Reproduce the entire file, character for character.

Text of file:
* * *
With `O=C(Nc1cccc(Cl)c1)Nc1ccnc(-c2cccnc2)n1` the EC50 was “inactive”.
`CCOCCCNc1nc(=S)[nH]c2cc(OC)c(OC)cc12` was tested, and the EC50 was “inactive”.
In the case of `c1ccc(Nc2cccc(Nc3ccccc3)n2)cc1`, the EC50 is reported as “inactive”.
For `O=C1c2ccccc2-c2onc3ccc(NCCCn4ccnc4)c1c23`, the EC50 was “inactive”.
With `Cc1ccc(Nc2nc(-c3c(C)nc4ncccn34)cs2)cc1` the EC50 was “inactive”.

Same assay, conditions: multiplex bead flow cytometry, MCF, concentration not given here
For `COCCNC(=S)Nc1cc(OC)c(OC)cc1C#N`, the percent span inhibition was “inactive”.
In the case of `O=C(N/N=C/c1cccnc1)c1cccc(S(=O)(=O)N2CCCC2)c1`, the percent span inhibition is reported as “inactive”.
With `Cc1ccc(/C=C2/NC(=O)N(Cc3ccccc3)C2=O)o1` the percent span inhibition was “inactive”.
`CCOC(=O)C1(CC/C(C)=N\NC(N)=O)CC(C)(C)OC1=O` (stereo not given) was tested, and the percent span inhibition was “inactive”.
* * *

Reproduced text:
With `O=C(Nc1cccc(Cl)c1)Nc1ccnc(-c2cccnc2)n1` the EC50 was “inactive”.
`CCOCCCNc1nc(=S)[nH]c2cc(OC)c(OC)cc12` was tested, and the EC50 was “inactive”.
In the case of `c1ccc(Nc2cccc(Nc3ccccc3)n2)cc1`, the EC50 is reported as “inactive”.
For `O=C1c2ccccc2-c2onc3ccc(NCCCn4ccnc4)c1c23`, the EC50 was “inactive”.
With `Cc1ccc(Nc2nc(-c3c(C)nc4ncccn34)cs2)cc1` the EC50 was “inactive”.

Same assay, conditions: multiplex bead flow cytometry, MCF, concentration not given here
For `COCCNC(=S)Nc1cc(OC)c(OC)cc1C#N`, the percent span inhibition was “inactive”.
In the case of `O=C(N/N=C/c1cccnc1)c1cccc(S(=O)(=O)N2CCCC2)c1`, the percent span inhibition is reported as “inactive”.
With `Cc1ccc(/C=C2/NC(=O)N(Cc3ccccc3)C2=O)o1` the percent span inhibition was “inactive”.
`CCOC(=O)C1(CC/C(C)=N\NC(N)=O)CC(C)(C)OC1=O` (stereo not given) was tested, and the percent span inhibition was “inactive”.